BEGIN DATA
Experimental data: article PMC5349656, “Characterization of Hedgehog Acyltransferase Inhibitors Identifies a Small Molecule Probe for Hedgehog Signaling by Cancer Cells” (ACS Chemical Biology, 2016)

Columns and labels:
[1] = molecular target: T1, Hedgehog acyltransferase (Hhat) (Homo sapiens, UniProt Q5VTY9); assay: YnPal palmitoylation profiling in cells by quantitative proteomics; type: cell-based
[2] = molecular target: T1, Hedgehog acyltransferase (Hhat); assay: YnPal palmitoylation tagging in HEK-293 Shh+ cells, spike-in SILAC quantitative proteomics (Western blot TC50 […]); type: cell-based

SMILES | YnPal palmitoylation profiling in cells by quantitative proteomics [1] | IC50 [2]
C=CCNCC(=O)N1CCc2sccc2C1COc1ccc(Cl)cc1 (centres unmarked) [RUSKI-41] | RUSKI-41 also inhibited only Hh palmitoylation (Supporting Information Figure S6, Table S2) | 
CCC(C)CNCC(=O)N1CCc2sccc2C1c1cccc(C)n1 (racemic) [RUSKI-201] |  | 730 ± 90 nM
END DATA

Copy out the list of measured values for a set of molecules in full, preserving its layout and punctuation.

Experimental data: article PMC5349656, “Characterization of Hedgehog Acyltransferase Inhibitors Identifies a Small Molecule Probe for Hedgehog Signaling by Cancer Cells” (ACS Chemical Biology, 2016)

Columns and labels:
[1] = molecular target: T1, Hedgehog acyltransferase (Hhat) (Homo sapiens, UniProt Q5VTY9); assay: YnPal palmitoylation profiling in cells by quantitative proteomics; type: cell-based
[2] = molecular target: T1, Hedgehog acyltransferase (Hhat); assay: YnPal palmitoylation tagging in HEK-293 Shh+ cells, spike-in SILAC quantitative proteomics (Western blot TC50 […]); type: cell-based

SMILES | YnPal palmitoylation profiling in cells by quantitative proteomics [1] | IC50 [2]
C=CCNCC(=O)N1CCc2sccc2C1COc1ccc(Cl)cc1 (centres unmarked) [RUSKI-41] | RUSKI-41 also inhibited only Hh palmitoylation (Supporting Information Figure S6, Table S2) | 
CCC(C)CNCC(=O)N1CCc2sccc2C1c1cccc(C)n1 (racemic) [RUSKI-201] |  | 730 ± 90 nM